But then again, like Chile under Bielsa or Sampaoli, there was  certainly “identity”.

Chile will probably get undone in the World Cup finals through set pieces. For the moment they are fascinating to watch, playing with confidence and with a strong footballing philosophy.

Since Martinez left Wigan the style of football has nose-dived. There is a distinct lack of identity about the way this current Latics team plays.

It remains to be seen whether Owen Coyle can provide the results to go along with his more ‘direct’ approach of football.

In the meantime we continue to look for an ‘identity’ at Wigan.

But then again lovers of good football will hope it does not resemble an identity such as those developed by Sam Allardyce at Bolton and Tony Pulis at Stoke.

Like us on Facebook, or follow us on twitter here.


Current Barcelona manager Gerardo Martino and current Southampton manager Mauricio Pocchetino played in Bielsa’s Libertadores Cup Final team for Newells. As coaches both follow the example of Bielsa
– an attacking approach, with high pressing.

Wigan Athletic & Honduras: A love story

It was a chilly evening in Bloemfontein. The 2010 World Cup was in full swing, and while the rest of the world adjusted their TV sets for the decisive Group H match — Spain vs. Chile — my party set off for Free State Stadium amid a sea of blue and white stripes.

My wife Kat and I, fresh from a 12 hour drive from Port Elizabeth where we’d taken in England’s 1-0 win over Slovenia a couple days prior — wore Wigan Athletic shirts. My brother-in-law John, also dressed in Wigan from head to toe, had followed Honduras’ progress through the qualifiers and ensured we had tickets for the group match against Switzerland. Everyone else wore Honduras colours, but by the time we arrived at the stadium, the distinction was blurred.

On paper, the match was a drab 0-0 that dumped Switzerland out of the tournament (Honduras had already been knocked out after defeats against Spain and Chile). But for Hondurans, this was an historic night. Second World Cup, their first since 1982. And it might have been a first win but for some good goalkeeping from the Swiss. The draw was seen as a dignified way to bow out of an extremely tricky group, in their second World Cup appearance. Switzerland had defeated Champions-to-be Spain only a week prior — they were no slouches.

On the pitch, former Latics favourite Wilson Palacios bossed the midfield alongside Hendry Thomas, still a Wigan player at the time. They never got to play together at the JJB or DW, a shame based on the tenacity displayed that evening. Maynor Figueroa, heroic in previous matches despite the defeats, continued his fine form in defense. Current Latics target Roger Espinoza was on the bench. As Figueroa walked toward the tunnel at the end of the match, I shouted in Spanish, “Maynor, por favor quedate en el Wigan!” [Maynor, please stay at Wigan] As the words registered, he retreated back out of the tunnel, stuck his back out head out, and gestured a thumbs up my way. True to his word, he remains a fixture at Wigan Athletic to this day.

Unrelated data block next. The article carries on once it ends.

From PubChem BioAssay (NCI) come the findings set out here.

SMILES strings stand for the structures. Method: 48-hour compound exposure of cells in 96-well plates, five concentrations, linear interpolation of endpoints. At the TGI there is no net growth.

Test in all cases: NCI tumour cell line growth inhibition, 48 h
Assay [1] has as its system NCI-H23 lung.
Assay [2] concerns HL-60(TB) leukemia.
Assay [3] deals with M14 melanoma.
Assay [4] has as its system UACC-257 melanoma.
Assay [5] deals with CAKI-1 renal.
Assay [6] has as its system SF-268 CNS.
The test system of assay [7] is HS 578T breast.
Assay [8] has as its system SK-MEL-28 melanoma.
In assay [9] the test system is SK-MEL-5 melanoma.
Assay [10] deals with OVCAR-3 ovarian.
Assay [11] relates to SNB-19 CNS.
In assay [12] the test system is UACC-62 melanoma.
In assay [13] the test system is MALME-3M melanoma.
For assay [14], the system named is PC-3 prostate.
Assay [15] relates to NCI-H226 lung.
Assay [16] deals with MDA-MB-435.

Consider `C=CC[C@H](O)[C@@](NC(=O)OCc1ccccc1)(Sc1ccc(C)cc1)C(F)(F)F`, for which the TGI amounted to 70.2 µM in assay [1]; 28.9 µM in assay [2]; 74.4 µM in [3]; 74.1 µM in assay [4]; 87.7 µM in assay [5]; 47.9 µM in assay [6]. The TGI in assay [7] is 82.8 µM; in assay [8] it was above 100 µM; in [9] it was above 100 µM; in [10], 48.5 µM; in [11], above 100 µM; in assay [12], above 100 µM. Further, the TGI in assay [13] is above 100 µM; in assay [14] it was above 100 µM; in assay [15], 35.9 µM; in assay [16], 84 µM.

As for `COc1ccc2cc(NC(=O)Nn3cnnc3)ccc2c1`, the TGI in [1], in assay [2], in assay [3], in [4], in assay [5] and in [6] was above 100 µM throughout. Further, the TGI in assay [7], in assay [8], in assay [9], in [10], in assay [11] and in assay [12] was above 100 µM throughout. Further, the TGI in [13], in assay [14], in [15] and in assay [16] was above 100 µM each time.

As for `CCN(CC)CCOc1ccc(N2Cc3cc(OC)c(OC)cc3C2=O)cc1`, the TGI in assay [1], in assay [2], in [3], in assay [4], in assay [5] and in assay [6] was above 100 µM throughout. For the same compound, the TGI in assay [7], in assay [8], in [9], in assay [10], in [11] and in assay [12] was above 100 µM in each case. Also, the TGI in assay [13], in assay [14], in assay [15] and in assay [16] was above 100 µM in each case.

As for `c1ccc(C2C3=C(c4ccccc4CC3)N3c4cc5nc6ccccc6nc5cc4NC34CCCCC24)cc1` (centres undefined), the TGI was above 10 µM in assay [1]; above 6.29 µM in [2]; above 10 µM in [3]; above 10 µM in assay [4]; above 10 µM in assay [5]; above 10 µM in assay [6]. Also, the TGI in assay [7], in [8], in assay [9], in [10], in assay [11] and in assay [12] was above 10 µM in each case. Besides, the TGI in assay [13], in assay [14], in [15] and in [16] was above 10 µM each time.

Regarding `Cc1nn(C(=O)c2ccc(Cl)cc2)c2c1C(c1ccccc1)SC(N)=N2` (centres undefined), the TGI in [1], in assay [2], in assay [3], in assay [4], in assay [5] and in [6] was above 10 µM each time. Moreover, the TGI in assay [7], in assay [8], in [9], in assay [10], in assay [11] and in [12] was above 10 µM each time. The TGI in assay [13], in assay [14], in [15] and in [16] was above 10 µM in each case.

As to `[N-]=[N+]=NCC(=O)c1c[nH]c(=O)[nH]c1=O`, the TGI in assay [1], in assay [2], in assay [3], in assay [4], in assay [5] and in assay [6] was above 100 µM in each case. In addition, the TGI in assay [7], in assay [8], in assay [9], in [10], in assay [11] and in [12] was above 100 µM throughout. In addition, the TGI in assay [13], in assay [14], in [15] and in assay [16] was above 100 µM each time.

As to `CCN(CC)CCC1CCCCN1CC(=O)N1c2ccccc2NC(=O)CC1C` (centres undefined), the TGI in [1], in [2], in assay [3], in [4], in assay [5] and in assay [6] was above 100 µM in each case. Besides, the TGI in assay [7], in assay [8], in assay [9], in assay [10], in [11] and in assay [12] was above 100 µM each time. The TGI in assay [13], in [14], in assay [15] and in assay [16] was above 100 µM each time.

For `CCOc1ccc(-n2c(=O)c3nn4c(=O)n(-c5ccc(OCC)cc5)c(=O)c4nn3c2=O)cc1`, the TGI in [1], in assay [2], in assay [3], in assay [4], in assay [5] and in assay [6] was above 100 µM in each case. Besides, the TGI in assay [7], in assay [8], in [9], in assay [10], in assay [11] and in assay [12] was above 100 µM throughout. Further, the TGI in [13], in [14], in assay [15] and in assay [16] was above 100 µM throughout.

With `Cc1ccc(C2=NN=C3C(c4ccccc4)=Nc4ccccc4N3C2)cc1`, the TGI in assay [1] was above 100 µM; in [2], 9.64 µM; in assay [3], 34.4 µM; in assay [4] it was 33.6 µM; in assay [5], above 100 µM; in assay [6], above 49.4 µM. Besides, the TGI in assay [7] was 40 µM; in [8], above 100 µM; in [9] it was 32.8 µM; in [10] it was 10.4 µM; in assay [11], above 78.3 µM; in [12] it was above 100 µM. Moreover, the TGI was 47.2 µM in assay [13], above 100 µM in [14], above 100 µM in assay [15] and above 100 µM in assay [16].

I’ve since learned that we were not the only Latics supporters following Honduras at that World Cup. For years now, a curious bond has formed between the Central American nation and the northern town of Wigan.

Having spent a large part of my childhood in Colombia, I know what it means for a Latin American country to see their footballer exports succeed abroad. My dad would pull me out of bed on Sunday mornings to watch Faustino Asprilla play for Parma, and later Newcastle. This was long before the days of Ivan Cordoba’s success at Inter Milan, or the present day golden generation of Colombians succeeding in Europe led by Radamel Falcao. There were two or three players plying their trade abroad, and their every movement was watched with pride.

In many ways, Wigan Athletic has become dear to Hondurans as Parma did to Colombians back in those days. If Roger Espinoza completes his rumoured move from the MLS upon the expiration of his contract, he will become the fourth Honduran to play for the Latics. It is no coincidence that Honduras qualified to their first World Cup in 2010, as their players found first team football in top level leagues. Wigan continue to give their players a stage, an opportunity to grow — and they are reaping the benefits. Needing a win to progress in CONCACAF qualifying yesterday, they annihilated Canada 8-1 and in turn leapfrogged them and Panama to win their qualifying group in the final fixture. Their excellent showing at the Olympics proved there is more talent coming through, Espinoza included. A second consecutive World Cup is a possibility.

And so, there is a real bond between Honduras and Wigan Athletic. Jet-lag aside, Honduras’ success in the qualifiers can only be good for the Latics. Maynor Figueroa has grown immensely over the years. Honduras was the first to use him as a left centre-half, and it wouldn’t be surprising if watching Honduras had persuaded Roberto Martinez to use him in the same way in Wigan. The experience these players gain in major tournaments ultimately strengthens their performances for the club. If Rodallega had been able to break into the Colombian team, he too, might have further developed. As it was, he fell down the pecking order and stagnated for both club and country.

So keep an eye out for our Honduran brethren in the final six-team CONCACAF group stage. With Mexico, USA, Costa Rica, Panama, and Jamaica for company — three automatic berths, and a playoff against Oceania — you may have another reason to travel to Brazil in 2014.

iSaludos a nuestros lectores en Honduras! Siguenos en Twitter y Facebook.